Tuesday, August 26, 2014
While you're waiting for my description of our ancient Greek unit, ponder this: Socrates was put to death for encouraging his students to seek truth and to think for themselves.
Don't get any ideas...
Monday, August 26, 2013
When the ancient Greeks discovered huge bones and skulls like the one shown here on the island of Samos, they could only imagine what creature they came from. All cultures seek to explain the origins of what they find in their environment and create elaborate mythologies to answer their unknowns. For the Greeks, these bones became the stories of the cyclops, huge one-eyed beasts, children of the gods Gaia and Uranus. Today we know these remains as those of mastodons. By studying mythology through the lens of scientific knowledge we can see, in fact, that mythologies are not flights of ancient fancy but stories based in fact, truth and evidence that can shed understanding on the worlds of these people..
BBC World News
- Activist slashes US envoy to S Korea A militant Korean nationalist slashes the face of the US ambassador to South Korea, Mark Lippert, at a breakfast meeting in Seoul.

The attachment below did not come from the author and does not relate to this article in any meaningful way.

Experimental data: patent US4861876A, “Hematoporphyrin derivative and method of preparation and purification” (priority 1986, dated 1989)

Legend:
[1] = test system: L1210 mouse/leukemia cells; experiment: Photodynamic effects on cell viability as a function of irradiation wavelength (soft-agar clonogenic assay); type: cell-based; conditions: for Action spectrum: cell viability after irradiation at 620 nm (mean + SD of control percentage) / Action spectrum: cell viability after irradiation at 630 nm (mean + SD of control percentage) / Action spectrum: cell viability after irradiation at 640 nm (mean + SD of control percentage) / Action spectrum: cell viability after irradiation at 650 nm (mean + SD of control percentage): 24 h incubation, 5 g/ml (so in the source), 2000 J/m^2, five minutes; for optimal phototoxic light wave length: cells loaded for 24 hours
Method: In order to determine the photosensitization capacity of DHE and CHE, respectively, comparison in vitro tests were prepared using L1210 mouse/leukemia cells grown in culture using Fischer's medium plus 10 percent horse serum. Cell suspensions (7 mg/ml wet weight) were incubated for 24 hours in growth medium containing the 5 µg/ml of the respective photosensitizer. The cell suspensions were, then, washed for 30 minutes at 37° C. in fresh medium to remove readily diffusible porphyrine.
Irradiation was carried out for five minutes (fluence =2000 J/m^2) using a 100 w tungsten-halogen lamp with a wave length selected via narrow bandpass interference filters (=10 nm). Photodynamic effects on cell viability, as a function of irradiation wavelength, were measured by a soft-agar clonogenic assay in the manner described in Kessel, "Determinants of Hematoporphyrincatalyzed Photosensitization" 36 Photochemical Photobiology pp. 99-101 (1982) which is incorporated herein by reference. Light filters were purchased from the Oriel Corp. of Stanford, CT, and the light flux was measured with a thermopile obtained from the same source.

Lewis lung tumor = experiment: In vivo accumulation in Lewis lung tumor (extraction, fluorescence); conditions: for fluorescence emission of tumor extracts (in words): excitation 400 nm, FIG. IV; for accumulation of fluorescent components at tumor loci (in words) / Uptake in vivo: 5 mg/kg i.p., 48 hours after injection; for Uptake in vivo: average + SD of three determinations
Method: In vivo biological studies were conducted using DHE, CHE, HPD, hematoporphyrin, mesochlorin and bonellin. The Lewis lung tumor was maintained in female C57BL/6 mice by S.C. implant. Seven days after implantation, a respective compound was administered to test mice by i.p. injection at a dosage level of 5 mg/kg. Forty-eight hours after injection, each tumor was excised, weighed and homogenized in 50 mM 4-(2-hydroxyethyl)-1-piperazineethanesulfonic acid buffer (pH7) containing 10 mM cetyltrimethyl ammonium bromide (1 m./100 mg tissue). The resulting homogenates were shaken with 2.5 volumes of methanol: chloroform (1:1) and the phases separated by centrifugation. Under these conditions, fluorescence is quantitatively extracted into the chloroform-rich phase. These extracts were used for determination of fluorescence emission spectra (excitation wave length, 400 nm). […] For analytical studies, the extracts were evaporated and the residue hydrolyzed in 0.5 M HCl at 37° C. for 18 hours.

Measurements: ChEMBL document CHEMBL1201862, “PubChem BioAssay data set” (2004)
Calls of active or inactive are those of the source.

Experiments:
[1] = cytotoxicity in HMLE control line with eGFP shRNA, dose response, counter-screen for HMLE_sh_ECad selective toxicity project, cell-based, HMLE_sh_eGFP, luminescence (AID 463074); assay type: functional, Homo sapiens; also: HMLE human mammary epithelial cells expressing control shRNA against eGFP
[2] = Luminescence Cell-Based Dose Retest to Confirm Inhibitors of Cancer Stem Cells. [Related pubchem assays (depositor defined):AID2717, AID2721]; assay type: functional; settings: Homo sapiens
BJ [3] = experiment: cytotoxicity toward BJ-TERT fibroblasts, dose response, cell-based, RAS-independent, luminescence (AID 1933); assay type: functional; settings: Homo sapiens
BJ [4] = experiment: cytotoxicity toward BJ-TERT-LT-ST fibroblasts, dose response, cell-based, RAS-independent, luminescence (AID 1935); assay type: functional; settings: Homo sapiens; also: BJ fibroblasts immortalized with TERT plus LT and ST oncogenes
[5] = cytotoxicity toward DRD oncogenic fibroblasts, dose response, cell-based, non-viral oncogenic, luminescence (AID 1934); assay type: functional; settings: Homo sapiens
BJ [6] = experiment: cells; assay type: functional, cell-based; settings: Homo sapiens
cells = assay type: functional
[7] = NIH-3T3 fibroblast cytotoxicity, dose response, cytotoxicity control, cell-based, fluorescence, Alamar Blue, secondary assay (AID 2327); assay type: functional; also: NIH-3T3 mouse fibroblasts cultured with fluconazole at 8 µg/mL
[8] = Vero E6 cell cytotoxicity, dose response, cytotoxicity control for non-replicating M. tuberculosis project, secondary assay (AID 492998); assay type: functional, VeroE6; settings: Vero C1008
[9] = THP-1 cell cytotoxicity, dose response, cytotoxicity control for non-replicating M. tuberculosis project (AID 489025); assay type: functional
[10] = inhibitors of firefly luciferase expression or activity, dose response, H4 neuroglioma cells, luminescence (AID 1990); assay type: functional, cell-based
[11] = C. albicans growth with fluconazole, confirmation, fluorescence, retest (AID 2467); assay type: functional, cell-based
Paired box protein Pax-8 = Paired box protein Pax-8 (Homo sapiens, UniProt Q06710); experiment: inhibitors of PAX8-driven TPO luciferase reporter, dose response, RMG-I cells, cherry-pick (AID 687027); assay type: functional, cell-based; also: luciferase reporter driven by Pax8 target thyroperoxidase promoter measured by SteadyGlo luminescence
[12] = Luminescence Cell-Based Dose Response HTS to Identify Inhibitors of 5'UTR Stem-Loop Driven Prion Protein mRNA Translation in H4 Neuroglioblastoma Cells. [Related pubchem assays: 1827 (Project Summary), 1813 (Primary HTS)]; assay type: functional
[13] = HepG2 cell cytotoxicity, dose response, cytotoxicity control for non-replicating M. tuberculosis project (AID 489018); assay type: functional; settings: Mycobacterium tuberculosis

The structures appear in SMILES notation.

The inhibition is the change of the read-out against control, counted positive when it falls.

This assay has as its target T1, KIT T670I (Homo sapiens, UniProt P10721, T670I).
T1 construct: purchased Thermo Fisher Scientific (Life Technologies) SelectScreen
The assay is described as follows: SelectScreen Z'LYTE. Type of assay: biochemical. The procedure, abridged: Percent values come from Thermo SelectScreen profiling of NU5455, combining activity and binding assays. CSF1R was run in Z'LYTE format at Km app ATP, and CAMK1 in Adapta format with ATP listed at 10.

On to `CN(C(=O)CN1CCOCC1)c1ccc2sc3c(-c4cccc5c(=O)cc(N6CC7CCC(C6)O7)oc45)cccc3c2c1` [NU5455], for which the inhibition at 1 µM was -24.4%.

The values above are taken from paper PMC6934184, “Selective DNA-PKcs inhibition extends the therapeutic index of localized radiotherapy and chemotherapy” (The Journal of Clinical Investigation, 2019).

- China premier unveils economic goals China's Premier Li Keqiang unveils a lower growth target and vows tighter environmental controls as he opens parliament's annual session.
- NZ 'spying on Pacific neighbours' New Zealand is conducting mass surveillance over its Pacific neighbours, documents leaked by NSA whistleblower Edward Snowden say.
- Indonesia rejects prisoner swap offer Indonesia rejects a last-ditch offer from Australia of a prisoner swap aiming to save the lives of two Australian men on death row.
- Singapore to cane German vandals Two German nationals are sentenced to caning and nine months in jail in Singapore for vandalism and trespassing.
- Abbott hints at MH370 search limits Australian PM Tony Abbott says the massive search for missing Malaysia Airlines flight MH370 cannot "go on at this intensity forever".